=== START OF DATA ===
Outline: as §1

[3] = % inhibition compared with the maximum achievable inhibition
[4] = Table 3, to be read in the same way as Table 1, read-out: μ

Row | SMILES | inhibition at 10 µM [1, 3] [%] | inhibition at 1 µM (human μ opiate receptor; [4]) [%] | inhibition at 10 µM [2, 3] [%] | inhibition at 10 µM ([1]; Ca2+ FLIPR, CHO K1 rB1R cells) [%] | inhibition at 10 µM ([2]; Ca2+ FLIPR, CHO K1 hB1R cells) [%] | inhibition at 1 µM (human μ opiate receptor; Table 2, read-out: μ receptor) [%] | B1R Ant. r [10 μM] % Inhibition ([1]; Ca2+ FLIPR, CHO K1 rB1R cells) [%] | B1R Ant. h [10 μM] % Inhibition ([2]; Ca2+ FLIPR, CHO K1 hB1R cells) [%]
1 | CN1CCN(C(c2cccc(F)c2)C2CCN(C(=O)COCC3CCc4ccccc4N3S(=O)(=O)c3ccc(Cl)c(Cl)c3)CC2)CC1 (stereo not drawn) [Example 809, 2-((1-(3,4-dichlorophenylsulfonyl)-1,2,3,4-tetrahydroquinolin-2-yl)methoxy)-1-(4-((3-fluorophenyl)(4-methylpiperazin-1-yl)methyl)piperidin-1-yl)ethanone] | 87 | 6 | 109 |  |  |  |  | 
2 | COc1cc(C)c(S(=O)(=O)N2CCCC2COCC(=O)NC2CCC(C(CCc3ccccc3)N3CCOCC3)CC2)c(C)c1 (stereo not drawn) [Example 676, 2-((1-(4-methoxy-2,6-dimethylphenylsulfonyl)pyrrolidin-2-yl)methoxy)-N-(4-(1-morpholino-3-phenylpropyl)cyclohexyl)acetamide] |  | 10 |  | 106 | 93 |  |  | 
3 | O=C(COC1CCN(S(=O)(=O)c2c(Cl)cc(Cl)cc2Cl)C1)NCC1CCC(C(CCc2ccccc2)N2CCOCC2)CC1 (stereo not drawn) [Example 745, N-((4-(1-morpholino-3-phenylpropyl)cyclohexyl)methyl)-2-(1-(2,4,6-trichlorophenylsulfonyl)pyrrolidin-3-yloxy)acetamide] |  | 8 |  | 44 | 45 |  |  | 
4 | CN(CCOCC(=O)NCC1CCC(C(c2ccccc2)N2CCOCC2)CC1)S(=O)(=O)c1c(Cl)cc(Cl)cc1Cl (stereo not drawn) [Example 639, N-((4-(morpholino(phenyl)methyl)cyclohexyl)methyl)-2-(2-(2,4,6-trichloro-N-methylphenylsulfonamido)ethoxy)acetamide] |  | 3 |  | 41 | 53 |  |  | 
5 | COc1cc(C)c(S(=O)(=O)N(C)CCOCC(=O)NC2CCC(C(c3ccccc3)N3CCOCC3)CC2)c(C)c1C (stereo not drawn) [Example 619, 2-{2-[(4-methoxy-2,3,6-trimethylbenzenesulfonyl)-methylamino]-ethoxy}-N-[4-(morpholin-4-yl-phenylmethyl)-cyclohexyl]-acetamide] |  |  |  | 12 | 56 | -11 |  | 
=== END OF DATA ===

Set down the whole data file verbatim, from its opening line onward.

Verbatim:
Outline: as §1

[3] = % inhibition compared with the maximum achievable inhibition
[4] = Table 3, to be read in the same way as Table 1, read-out: μ

Row | SMILES | inhibition at 10 µM [1, 3] [%] | inhibition at 1 µM (human μ opiate receptor; [4]) [%] | inhibition at 10 µM [2, 3] [%] | inhibition at 10 µM ([1]; Ca2+ FLIPR, CHO K1 rB1R cells) [%] | inhibition at 10 µM ([2]; Ca2+ FLIPR, CHO K1 hB1R cells) [%] | inhibition at 1 µM (human μ opiate receptor; Table 2, read-out: μ receptor) [%] | B1R Ant. r [10 μM] % Inhibition ([1]; Ca2+ FLIPR, CHO K1 rB1R cells) [%] | B1R Ant. h [10 μM] % Inhibition ([2]; Ca2+ FLIPR, CHO K1 hB1R cells) [%]
1 | CN1CCN(C(c2cccc(F)c2)C2CCN(C(=O)COCC3CCc4ccccc4N3S(=O)(=O)c3ccc(Cl)c(Cl)c3)CC2)CC1 (stereo not drawn) [Example 809, 2-((1-(3,4-dichlorophenylsulfonyl)-1,2,3,4-tetrahydroquinolin-2-yl)methoxy)-1-(4-((3-fluorophenyl)(4-methylpiperazin-1-yl)methyl)piperidin-1-yl)ethanone] | 87 | 6 | 109 |  |  |  |  | 
2 | COc1cc(C)c(S(=O)(=O)N2CCCC2COCC(=O)NC2CCC(C(CCc3ccccc3)N3CCOCC3)CC2)c(C)c1 (stereo not drawn) [Example 676, 2-((1-(4-methoxy-2,6-dimethylphenylsulfonyl)pyrrolidin-2-yl)methoxy)-N-(4-(1-morpholino-3-phenylpropyl)cyclohexyl)acetamide] |  | 10 |  | 106 | 93 |  |  | 
3 | O=C(COC1CCN(S(=O)(=O)c2c(Cl)cc(Cl)cc2Cl)C1)NCC1CCC(C(CCc2ccccc2)N2CCOCC2)CC1 (stereo not drawn) [Example 745, N-((4-(1-morpholino-3-phenylpropyl)cyclohexyl)methyl)-2-(1-(2,4,6-trichlorophenylsulfonyl)pyrrolidin-3-yloxy)acetamide] |  | 8 |  | 44 | 45 |  |  | 
4 | CN(CCOCC(=O)NCC1CCC(C(c2ccccc2)N2CCOCC2)CC1)S(=O)(=O)c1c(Cl)cc(Cl)cc1Cl (stereo not drawn) [Example 639, N-((4-(morpholino(phenyl)methyl)cyclohexyl)methyl)-2-(2-(2,4,6-trichloro-N-methylphenylsulfonamido)ethoxy)acetamide] |  | 3 |  | 41 | 53 |  |  | 
5 | COc1cc(C)c(S(=O)(=O)N(C)CCOCC(=O)NC2CCC(C(c3ccccc3)N3CCOCC3)CC2)c(C)c1C (stereo not drawn) [Example 619, 2-{2-[(4-methoxy-2,3,6-trimethylbenzenesulfonyl)-methylamino]-ethoxy}-N-[4-(morpholin-4-yl-phenylmethyl)-cyclohexyl]-acetamide] |  |  |  | 12 | 56 | -11 |  | 